Slovenian Recipe of the Week: Easter Eggs

By , 30 Mar 2018, 11:29 AM Gourmet

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A last minute, old school holiday preparation. 

March 30, 2018

To cut a long story short, the history of popular Easter eggs colour agents in Slovenia went from traditional/natural to industrial and shortly after back to natural/traditional again.

It must have been somewhere in the eighties, when my parents were the only ones in the neighbourhood to colour (if at all) Easter eggs in what I believed was compost (it was in fact onion skins), while the world around me was undergoing an amazing process of industrial bright colouring transformation. It was difficult to understand at the time, why someone might prefer a brownish egg with the imprint of parsley over a neon blue look with an Easter bunny sticker in the centre.

Five or ten years later people figured those wonderful paints of blue and pink weren’t edible, which brought us all back to tradition, although not without some additional “organic” inventions such as “use blueberries to paint your eggs blue” and “cyclamen flowers to make them purplish”. Luckily, these smart tricks never really spread from social networks into reality, as wasting a bowl of blueberries or a bucket of cyclamen flowers to make a box of eggs look fancy could hardly be understood as environmentally or economically savvy.

In any case, with minimum additional waste and maximum health and efficiency, we landed at the Slovenian classic. Easter eggs, marked with a seasonal sprig or flower, and slowly cooked in red onion skins.

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Equipment:

Eggs

1 pot of red onion skins

some sprigs and flowers for decoration

1 pair of pantyhose/tights

some thread or, if you dare, rubber bands (ours fell apart while cooking)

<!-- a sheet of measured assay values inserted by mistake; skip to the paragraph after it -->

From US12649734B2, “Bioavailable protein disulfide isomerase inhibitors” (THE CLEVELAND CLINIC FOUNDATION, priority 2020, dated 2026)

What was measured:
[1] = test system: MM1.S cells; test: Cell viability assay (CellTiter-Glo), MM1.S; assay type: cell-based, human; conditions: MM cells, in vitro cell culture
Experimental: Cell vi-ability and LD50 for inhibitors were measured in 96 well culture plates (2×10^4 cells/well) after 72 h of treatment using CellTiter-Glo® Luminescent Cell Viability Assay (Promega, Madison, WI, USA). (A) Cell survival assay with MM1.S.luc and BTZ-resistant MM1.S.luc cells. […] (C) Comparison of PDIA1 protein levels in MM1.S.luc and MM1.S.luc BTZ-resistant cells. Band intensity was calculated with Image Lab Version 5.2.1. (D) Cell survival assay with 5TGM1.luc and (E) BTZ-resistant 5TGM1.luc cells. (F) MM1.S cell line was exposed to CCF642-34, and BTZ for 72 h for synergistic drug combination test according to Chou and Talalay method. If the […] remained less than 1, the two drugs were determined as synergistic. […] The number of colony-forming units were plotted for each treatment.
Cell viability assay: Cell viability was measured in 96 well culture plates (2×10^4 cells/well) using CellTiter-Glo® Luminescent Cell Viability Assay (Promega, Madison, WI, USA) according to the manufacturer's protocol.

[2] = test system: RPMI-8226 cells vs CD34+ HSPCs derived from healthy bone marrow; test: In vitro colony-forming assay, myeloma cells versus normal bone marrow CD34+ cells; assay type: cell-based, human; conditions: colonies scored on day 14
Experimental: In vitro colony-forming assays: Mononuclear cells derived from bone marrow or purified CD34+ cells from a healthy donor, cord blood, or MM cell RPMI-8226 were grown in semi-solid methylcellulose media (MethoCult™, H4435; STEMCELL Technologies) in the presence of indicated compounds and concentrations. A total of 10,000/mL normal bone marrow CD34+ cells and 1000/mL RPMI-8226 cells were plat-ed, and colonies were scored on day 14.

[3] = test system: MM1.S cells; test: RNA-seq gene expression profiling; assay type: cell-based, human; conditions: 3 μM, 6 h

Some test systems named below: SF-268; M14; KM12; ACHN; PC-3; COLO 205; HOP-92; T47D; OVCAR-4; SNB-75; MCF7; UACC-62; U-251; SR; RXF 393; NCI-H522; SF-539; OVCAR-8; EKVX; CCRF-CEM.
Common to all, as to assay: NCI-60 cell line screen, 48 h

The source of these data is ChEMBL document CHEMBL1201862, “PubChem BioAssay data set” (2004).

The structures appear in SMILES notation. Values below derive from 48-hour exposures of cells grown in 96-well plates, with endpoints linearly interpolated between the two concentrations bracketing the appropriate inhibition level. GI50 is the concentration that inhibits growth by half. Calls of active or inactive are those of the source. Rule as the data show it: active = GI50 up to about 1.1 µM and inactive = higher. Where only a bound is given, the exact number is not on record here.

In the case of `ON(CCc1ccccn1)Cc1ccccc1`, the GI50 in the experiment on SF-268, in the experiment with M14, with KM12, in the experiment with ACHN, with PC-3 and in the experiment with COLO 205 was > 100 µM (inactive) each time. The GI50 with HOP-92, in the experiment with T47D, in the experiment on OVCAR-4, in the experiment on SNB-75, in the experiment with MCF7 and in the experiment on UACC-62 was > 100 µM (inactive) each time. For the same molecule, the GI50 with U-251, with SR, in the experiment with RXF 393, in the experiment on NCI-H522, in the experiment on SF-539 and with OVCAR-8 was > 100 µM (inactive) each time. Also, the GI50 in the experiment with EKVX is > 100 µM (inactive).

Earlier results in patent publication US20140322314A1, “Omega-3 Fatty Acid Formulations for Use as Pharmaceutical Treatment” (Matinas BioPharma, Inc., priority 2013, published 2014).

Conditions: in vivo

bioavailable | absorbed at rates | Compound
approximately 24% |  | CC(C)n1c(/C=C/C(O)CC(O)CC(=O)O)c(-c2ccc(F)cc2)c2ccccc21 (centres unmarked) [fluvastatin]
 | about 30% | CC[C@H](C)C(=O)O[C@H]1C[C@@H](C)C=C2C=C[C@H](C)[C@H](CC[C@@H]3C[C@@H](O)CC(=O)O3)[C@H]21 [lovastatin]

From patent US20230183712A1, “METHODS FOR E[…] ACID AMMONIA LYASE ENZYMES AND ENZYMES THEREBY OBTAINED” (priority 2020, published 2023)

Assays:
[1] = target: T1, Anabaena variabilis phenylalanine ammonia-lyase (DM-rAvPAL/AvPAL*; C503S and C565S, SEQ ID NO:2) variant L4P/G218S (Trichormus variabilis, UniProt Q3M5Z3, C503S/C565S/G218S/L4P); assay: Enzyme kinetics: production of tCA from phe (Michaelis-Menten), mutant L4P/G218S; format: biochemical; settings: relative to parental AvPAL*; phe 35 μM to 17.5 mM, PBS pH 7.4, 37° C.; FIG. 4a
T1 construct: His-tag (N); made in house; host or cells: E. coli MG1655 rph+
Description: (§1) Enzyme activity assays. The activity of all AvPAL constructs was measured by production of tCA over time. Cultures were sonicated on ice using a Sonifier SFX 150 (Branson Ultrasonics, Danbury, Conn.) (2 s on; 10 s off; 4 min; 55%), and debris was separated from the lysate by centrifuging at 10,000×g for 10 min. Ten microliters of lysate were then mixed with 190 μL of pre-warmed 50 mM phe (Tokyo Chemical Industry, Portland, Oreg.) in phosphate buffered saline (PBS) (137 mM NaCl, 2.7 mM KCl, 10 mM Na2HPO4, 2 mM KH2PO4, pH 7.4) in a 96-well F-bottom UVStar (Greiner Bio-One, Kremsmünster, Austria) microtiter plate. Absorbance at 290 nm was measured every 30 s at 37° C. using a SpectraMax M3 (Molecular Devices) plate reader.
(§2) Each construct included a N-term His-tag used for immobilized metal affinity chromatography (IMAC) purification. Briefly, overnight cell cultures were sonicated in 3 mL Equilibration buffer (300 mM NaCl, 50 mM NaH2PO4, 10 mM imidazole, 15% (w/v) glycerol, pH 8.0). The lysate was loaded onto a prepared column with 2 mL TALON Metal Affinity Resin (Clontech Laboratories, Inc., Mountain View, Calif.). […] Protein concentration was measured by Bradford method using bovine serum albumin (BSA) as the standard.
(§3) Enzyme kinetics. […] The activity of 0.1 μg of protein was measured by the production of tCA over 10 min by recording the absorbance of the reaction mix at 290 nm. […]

scissors

If you forgot to save onion skins throughout the year you can buy them in some supermarkets – our local Mercator was checked today and they had them.

Place the skins into a pot of cold water and let them soak a bit while you wrap the eggs in the nylon pantyhose, so that the sprig or flower you have chosen to decorate the shell will stay in place during the colouration process.

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Tighten the nylon on the opposite end of the egg with a string, or we used elastic bands but they all eventually broke while the water was boiling. Although the nylon and sprig somehow stayed in place and the eggs turned out nice, the use of rubber bands cannot be recommended as the healthy option here.

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When the eggs are wrapped in nylon, we place them in the pot with onion skins, and make sure they are fully submerged in the water and skins. Heat this to the boiling point then turn the heat down and cook slowly for about ten minutes. Take the pot off the heat and leave the eggs inside to cool down a little. By the time they are cooled down enough to get them out by hand they are done. They should be nice and burgundy by now, so we unwrap and wipe them before any stains develop.

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Broken rubber bands after the eggs were taken out of the cooking pot

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Coriander (cilantro) pattern

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Primrose pattern

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Snowdrop

If you’d like them to be nice and shiny, you can put a drop of oil on a handkerchief or tissue and rub it over your eggs, like we did with the one in the picture below.

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And if you are wondering what to do with these eggs after they have all been found by the kids but not yet eaten, we suggest you put them in dandelion salad.

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Peel them first

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